This week, Congressman Raúl Grijalva and the Center for Biological Diversity filed a lawsuit in the US district court of Arizona against Trump’s border wall project. The suit asks that the government undertake an environmental impact analysis before they can begin construction of the wall.
“American environmental laws are some of the oldest and strongest in the world, and they should apply to the borderlands just as they do everywhere else,” Grijalva said in a statement. “Trump’s wall — and his fanatical approach to our southern border — will do little more than perpetuate human suffering while irrevocably damaging our public lands and the wildlife that depend on them.”
The lawsuit hinges on the National Environmental Policy Act, which puts large federal programs (such as this border wall) under review of their environmental impact. The worry, according to experts, is that the wall’s impact on public lands and wildlife could be enormous. A comprehensive review would take several years to complete.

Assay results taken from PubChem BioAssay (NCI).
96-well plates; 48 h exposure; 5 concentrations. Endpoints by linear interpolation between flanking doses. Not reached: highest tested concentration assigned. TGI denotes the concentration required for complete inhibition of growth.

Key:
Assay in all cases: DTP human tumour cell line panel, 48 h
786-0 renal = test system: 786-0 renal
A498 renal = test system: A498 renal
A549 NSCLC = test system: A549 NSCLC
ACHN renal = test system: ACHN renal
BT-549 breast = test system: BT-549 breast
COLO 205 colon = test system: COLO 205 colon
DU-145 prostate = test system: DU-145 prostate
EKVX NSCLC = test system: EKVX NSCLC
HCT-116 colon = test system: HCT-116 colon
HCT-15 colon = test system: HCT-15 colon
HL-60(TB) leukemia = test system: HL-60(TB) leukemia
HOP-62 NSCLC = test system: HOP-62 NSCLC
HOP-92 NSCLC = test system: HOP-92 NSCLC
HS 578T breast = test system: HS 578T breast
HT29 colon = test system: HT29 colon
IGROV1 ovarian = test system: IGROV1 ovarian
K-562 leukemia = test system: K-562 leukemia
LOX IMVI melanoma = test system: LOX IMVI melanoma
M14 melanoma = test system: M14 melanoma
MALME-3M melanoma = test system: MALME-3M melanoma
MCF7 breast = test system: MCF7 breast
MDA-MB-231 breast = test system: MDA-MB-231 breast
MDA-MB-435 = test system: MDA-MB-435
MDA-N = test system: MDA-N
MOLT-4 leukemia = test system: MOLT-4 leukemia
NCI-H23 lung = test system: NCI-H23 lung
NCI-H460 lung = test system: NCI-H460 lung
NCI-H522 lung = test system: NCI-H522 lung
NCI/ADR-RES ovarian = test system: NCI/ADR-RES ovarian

“When you have such beautiful wilderness areas as we have here in Arizona, the idea of putting this large wall that prevents the migration of animals, that scars the earth itself, and especially knowing how ineffectual it is, is something that is just sad,” Juanita Molina, the executive director of Border Action Network, told NPR in February.
The government is already in the bidding process for the wall’s construction, soliciting several companies to complete the project. But Congress has not agreed on funding the wall, and that in itself is a large issue for its construction. That, accompanied by this new lawsuit, has environmental activists optimistic.
“This lawsuit is great news for wildlife, cultures, communities, and rivers along the United States–Mexico border,” says Jen Pelz, the Wild Rivers program director at Wild Earth Guardians. “The beauty of this region is the diversity of its people and its ecosystems. Trump’s wall, like his other misguided policies, seeks to divide and destroy the region for his own political gain. An environmental analysis of the project is critically important to assess the many harmful environmental, as well as social and economic, impacts of a wall.”
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